Hormonal status and vaginal function are closely linked. Diminished reproductive hormones at menopause lead to vaginal atrophy and dryness. Menopause is often accompanied by dysesthetic vulvodynia, a pain syndrome consisting of burning and itching. Together with vulvar vestibulitis, an allodynia-like syndrome linked to early oral contraceptive use, vulvodynia represents an under-recognized but significant health problem, afflicting some 16% of the adult US female population. The etiology of these syndromes is poorly understood, although vulvar vestibulitis is associated with increased numbers of pain-sensing fibers. No animal models have been available to provide a better framework of understanding. Recently, we showed that estrogen regulates vaginal innervation in rats. Ovariectomy, which approximates human menopause, dramatically increases numbers of vaginal sensory nociceptors, as well as sympathetic and parasympathetic axons. We hypothesize that this is due to modulation of trophic factor release from vaginal tissues, and that altered innervation will influence key aspects of vaginal function, including blood flow, vascular permeability, and pain sensitivity.
In aim 1 we propose to characterize the relationship between hormonal status and vaginal innervation in rats during the estrous cycle, pregnancy, and adult and juvenile hormone administration. We also determine if human vaginal innervation varies with hormonal state.
Aim 2 assesses cellular mechanisms underlying axonal remodeling by determining effects of reproductive hormones on vaginal target tissue and on sensory and autonomic neurons.
Aim 3 examines molecular mechanisms mediating vaginal remodeling by investigating expression and functional relevance of potential trophic factors.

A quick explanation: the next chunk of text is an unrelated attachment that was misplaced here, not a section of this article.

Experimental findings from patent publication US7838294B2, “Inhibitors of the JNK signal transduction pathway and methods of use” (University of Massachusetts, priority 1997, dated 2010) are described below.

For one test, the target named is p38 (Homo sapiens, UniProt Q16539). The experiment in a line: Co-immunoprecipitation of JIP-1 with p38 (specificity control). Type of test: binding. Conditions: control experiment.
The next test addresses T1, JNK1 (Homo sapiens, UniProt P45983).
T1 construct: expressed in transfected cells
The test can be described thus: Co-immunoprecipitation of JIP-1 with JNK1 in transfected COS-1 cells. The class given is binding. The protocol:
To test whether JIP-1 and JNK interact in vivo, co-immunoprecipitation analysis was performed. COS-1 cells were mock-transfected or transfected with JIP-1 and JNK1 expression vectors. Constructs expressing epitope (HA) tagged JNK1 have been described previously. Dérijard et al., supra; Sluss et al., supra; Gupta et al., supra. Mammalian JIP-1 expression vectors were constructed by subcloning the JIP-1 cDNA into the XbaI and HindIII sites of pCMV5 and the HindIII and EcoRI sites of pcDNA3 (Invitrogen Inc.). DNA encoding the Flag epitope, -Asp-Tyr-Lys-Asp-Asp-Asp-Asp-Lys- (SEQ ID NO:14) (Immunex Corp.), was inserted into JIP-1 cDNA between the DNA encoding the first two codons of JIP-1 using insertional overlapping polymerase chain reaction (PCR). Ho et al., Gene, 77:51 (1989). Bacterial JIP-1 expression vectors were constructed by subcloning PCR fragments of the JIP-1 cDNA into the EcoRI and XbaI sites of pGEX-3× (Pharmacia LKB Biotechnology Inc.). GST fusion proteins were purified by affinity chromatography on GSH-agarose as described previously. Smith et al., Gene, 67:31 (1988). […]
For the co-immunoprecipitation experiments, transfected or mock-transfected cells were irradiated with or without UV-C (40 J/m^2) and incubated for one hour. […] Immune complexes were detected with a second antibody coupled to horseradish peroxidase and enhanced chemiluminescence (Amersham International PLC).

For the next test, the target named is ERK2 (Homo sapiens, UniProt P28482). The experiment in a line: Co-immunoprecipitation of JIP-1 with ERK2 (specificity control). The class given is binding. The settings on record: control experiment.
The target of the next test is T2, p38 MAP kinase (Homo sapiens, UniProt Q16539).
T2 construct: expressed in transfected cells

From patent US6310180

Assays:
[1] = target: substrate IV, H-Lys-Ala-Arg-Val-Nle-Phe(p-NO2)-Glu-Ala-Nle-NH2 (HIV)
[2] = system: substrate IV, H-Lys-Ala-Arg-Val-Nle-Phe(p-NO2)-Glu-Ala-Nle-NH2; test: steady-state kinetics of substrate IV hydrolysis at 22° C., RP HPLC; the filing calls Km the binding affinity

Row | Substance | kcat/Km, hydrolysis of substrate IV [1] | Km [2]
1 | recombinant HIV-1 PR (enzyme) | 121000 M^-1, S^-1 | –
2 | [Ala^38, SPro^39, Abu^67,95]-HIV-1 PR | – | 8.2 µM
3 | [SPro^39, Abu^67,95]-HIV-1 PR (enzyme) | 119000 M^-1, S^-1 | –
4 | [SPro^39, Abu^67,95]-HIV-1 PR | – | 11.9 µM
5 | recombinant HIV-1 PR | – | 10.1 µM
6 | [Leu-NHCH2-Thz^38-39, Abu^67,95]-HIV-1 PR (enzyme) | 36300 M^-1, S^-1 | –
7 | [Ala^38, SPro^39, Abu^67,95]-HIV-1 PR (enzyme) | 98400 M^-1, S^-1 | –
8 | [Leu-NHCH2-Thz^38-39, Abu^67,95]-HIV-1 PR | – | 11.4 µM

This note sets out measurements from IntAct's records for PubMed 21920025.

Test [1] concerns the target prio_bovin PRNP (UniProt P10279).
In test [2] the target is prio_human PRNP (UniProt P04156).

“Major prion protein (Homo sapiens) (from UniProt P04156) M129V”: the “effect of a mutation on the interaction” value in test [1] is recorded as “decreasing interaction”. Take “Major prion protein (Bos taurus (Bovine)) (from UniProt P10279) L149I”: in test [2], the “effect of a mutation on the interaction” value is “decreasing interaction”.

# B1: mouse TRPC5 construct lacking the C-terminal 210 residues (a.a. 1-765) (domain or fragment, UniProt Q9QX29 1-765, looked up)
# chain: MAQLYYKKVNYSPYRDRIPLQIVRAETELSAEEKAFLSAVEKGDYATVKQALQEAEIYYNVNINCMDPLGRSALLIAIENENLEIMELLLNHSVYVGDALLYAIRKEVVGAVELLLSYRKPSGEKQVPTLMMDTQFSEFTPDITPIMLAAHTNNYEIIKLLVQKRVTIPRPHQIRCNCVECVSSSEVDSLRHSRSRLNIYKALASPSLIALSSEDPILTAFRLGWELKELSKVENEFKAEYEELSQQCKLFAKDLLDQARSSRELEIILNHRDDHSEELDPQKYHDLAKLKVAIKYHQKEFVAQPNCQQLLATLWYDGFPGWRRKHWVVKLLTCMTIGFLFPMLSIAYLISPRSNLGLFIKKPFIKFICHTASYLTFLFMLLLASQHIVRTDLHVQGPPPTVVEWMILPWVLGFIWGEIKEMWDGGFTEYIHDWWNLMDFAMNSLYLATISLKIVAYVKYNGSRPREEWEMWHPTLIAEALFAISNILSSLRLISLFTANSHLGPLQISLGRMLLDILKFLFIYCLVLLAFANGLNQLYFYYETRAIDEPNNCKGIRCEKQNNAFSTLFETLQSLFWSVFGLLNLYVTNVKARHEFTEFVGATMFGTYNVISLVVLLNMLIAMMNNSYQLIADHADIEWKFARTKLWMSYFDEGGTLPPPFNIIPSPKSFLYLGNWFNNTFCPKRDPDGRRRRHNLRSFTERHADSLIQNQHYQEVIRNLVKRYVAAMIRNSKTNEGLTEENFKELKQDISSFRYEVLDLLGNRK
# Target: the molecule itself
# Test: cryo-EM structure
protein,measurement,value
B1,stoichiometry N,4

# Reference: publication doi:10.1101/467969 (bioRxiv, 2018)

In aim 4, we assess the functional significance of vaginal nerve remodeling on blood flow, neurogenic inflammation and behavioral avoidance of painful stimuli. These studies are conducted using methods in cell biology, tissue culture, molecular biology, physiology, pharmacology and behavior. The findings of these experiments will provide insight into mechanisms underlying hormone-dependent remodeling of vaginal innervation, and whether altered innervation may contribute to vaginal dysfunction. Moreover, these studies will provide a better understanding of the relationship between vaginal nerve plasticity and vulvodynia, and potentially lead to new therapeuties aimed at reversing vaginal sensory hyperinnervation.
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|Chakrabarty, Anuradha; Liao, Zhaohui; Mu, Ying et al. (2017) Inflammatory Renin-Angiotensin System Disruption Attenuates Sensory Hyperinnervation and Mechanical Hypersensitivity in a Rat Model of Provoked Vestibulodynia. J Pain :|
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|Liao, Zhaohui; Smith, Peter G (2014) Persistent genital hyperinnervation following progesterone administration to adolescent female rats. Biol Reprod 91:144|
|Doss, Argenia L N; Smith, Peter G (2014) Langerhans cells regulate cutaneous innervation density and mechanical sensitivity in mouse footpad. Neurosci Lett 578:55-60|
|Bhattacherjee, Aritra; Liao, Zhaohui; Smith, Peter G (2014) Trophic factor and hormonal regulation of neurite outgrowth in sensory neuron-like 50B11 cells. Neurosci Lett 558:120-5|
|Chakrabarty, Anuradha; Liao, Zhaohui; Smith, Peter G (2013) Angiotensin II receptor type 2 activation is required for cutaneous sensory hyperinnervation and hypersensitivity in a rat hind paw model of inflammatory pain. J Pain 14:1053-65|
|Bhattacherjee, Aritra; Rumi, M A Karim; Staecker, Hinrich et al. (2013) Bone morphogenetic protein 4 mediates estrogen-regulated sensory axon plasticity in the adult female reproductive tract. J Neurosci 33:1050-61a|
|Griebling, Tomas L; Liao, Zhaohui; Smith, Peter G (2012) Systemic and topical hormone therapies reduce vaginal innervation density in postmenopausal women. Menopause 19:630-5|
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